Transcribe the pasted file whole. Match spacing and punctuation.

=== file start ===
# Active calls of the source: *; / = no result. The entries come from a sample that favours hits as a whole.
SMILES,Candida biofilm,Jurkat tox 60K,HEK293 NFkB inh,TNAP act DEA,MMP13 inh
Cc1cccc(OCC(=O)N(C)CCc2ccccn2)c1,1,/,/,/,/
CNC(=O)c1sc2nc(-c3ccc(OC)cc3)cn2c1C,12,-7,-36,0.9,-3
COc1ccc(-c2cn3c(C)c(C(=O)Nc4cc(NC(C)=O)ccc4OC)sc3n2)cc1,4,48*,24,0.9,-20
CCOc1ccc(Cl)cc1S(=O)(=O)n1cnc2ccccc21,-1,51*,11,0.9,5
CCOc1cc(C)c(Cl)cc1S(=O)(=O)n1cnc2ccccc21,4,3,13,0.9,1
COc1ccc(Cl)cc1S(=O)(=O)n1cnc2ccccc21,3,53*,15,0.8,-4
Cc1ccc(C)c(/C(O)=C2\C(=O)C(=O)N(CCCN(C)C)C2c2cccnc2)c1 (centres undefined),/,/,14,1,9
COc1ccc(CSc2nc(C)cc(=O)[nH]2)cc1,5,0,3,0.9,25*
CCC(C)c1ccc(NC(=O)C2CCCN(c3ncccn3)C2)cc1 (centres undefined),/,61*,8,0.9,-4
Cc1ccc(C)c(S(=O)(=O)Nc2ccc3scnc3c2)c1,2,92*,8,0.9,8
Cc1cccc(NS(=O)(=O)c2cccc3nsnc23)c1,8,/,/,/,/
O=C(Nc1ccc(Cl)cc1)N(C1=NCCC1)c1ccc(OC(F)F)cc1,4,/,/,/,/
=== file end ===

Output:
# Active calls of the source: *; / = no result. The entries come from a sample that favours hits as a whole.
SMILES,Candida biofilm,Jurkat tox 60K,HEK293 NFkB inh,TNAP act DEA,MMP13 inh
Cc1cccc(OCC(=O)N(C)CCc2ccccn2)c1,1,/,/,/,/
CNC(=O)c1sc2nc(-c3ccc(OC)cc3)cn2c1C,12,-7,-36,0.9,-3
COc1ccc(-c2cn3c(C)c(C(=O)Nc4cc(NC(C)=O)ccc4OC)sc3n2)cc1,4,48*,24,0.9,-20
CCOc1ccc(Cl)cc1S(=O)(=O)n1cnc2ccccc21,-1,51*,11,0.9,5
CCOc1cc(C)c(Cl)cc1S(=O)(=O)n1cnc2ccccc21,4,3,13,0.9,1
COc1ccc(Cl)cc1S(=O)(=O)n1cnc2ccccc21,3,53*,15,0.8,-4
Cc1ccc(C)c(/C(O)=C2\C(=O)C(=O)N(CCCN(C)C)C2c2cccnc2)c1 (centres undefined),/,/,14,1,9
COc1ccc(CSc2nc(C)cc(=O)[nH]2)cc1,5,0,3,0.9,25*
CCC(C)c1ccc(NC(=O)C2CCCN(c3ncccn3)C2)cc1 (centres undefined),/,61*,8,0.9,-4
Cc1ccc(C)c(S(=O)(=O)Nc2ccc3scnc3c2)c1,2,92*,8,0.9,8
Cc1cccc(NS(=O)(=O)c2cccc3nsnc23)c1,8,/,/,/,/
O=C(Nc1ccc(Cl)cc1)N(C1=NCCC1)c1ccc(OC(F)F)cc1,4,/,/,/,/